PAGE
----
Chap 19: Spot
Stretching Glide II
Deep Stall / Parachutal
When Ship Hits the Fan
fury of a dust devil
When The Ship Hits the Fan
March 17, 2006, Chapter 4, 19
see also Wing
Collapses and The
fury of a dust devil video.
You're flying along in relative smoothness when, out of
nowhere, wham! You hit some wild air. Feeling like a helpless
marionette at the hands of a mischievous puppeteer, you instinctively pull on the only thing there is to pull onóthose poor
unsuspecting brake toggles.
That would be the worst thing you could do!
Your first response to an unknown situation is hands up,
power offóbut do it smoothly. Think reduce brake pressure,
reduce power. Act from that basic premise unless you know for sure what to do. If you're close to the ground, carefully (not abruptly) use
whatever control is necessary to avoid hitting obstacles and steering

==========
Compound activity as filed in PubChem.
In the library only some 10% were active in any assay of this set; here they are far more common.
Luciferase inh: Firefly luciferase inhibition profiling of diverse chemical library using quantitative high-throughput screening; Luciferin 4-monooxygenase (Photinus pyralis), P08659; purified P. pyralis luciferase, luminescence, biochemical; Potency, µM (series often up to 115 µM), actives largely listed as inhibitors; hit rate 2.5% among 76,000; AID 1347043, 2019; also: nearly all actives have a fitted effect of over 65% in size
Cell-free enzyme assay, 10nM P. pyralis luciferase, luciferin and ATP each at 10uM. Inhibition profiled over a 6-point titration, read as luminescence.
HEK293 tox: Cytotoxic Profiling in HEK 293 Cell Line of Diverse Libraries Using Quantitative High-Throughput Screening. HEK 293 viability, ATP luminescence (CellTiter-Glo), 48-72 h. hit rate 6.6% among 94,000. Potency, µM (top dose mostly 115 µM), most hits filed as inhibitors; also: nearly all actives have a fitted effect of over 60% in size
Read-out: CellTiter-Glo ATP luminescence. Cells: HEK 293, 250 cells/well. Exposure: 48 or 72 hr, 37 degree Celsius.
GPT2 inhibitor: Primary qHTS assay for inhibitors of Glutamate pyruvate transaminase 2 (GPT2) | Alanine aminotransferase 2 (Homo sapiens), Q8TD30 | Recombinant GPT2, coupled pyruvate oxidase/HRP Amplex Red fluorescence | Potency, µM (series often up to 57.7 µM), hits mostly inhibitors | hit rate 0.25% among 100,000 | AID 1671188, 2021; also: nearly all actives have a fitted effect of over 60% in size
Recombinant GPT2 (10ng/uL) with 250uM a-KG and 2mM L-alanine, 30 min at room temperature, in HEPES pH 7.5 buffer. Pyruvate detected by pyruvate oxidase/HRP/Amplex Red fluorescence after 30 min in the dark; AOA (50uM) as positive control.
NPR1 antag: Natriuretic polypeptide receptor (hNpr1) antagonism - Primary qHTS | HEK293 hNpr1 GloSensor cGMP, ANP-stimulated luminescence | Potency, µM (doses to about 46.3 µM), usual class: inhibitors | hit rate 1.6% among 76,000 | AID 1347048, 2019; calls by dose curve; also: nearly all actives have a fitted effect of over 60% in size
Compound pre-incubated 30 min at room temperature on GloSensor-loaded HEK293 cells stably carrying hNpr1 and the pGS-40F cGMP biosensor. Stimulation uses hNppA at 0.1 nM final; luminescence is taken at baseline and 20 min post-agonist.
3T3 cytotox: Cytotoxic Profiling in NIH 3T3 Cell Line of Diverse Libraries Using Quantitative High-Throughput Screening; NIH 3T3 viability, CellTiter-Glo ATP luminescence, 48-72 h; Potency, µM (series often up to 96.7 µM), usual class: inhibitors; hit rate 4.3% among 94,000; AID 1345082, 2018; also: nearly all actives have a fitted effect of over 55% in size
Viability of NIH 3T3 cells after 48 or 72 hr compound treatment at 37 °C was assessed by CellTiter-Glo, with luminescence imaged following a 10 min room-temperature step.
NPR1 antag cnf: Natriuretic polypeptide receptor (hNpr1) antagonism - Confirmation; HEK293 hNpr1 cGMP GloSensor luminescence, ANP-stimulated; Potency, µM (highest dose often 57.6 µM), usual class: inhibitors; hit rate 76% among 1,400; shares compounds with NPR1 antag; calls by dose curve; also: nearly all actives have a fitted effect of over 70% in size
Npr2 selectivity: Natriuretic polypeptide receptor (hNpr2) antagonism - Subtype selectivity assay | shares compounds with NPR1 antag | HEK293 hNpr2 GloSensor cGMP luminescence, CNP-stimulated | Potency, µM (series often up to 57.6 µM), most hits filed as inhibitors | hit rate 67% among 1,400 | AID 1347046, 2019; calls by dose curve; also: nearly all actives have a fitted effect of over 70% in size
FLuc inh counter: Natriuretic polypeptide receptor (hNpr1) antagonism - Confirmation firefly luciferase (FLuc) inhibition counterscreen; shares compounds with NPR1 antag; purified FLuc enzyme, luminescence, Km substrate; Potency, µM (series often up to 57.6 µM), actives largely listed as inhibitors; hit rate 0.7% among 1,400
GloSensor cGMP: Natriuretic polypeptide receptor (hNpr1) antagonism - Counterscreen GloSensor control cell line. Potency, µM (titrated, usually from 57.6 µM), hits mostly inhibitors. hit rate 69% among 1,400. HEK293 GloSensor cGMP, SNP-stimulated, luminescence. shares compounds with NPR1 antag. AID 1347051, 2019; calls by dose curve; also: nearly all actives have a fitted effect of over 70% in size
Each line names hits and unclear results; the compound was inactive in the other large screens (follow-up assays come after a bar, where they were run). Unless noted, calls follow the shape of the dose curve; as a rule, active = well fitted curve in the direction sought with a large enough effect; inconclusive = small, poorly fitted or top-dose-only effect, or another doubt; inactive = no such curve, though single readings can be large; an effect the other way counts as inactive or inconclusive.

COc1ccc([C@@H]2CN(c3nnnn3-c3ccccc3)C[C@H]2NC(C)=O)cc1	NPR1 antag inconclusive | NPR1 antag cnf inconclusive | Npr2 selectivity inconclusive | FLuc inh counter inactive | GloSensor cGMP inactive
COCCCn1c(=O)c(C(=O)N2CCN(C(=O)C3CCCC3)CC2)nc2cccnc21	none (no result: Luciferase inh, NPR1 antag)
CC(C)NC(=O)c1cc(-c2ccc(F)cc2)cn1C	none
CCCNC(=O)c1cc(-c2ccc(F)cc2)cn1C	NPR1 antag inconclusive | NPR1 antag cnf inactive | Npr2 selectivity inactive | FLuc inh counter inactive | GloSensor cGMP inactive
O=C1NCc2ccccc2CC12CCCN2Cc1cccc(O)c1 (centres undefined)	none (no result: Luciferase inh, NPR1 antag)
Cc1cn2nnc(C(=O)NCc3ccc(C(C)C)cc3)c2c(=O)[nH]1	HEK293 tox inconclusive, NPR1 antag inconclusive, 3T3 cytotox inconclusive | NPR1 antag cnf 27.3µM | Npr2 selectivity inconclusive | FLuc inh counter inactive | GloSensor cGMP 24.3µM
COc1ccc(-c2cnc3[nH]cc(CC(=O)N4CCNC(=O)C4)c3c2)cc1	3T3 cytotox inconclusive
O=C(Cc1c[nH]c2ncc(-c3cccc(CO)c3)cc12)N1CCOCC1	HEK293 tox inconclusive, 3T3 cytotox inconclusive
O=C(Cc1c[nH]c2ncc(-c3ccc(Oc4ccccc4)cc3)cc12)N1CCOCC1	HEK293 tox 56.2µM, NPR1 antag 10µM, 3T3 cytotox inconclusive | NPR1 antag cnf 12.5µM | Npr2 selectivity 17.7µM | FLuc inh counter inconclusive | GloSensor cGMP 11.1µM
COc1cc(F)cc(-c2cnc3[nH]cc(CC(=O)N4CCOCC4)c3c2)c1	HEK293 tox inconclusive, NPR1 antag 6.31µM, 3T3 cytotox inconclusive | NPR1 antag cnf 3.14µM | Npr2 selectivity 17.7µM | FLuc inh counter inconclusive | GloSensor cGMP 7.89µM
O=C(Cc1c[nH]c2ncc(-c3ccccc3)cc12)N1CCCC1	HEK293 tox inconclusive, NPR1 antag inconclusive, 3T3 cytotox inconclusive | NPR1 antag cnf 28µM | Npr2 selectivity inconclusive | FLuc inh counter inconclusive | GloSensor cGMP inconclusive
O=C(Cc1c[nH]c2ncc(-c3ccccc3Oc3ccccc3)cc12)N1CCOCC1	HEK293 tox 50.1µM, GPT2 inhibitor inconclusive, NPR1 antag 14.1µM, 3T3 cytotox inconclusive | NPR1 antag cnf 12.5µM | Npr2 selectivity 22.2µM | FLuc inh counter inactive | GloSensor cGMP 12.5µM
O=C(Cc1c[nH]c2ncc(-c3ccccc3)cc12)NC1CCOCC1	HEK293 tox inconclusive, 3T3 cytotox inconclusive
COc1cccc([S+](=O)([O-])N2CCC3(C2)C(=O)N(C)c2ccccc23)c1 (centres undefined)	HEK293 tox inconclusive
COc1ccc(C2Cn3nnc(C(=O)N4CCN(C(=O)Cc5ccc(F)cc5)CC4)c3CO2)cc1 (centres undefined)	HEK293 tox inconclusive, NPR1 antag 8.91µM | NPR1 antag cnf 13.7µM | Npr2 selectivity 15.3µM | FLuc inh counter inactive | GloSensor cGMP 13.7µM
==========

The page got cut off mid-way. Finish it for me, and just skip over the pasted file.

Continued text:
reasonably straight. The key is to use
least pressure required to do what you need. Next, if you feel like you're looking down at
the ground then the wing has surged forward--add just enough brakes followed
by going hands up.
As covered in Chapter 4 and 19, most accidents in turbulence result
from the pilot's action, not the turbulence itself. Those reactions must
If your instructor didn't have you rehearse the proper action to nasty
air, rehearse it in your chair. Rehearse it in flight. Do something
physical, like rocking in your seat and then go hands up. When the ship
really hits the fan, only what you've rehearsed will spring forth.
In nearly all things control-wise, less is best. There are certainly a
very few times when extreme brake pull is necessary but, even then, it's
usually very briefly and when you know the wing is surging rapidly
forward or you're starting a dive.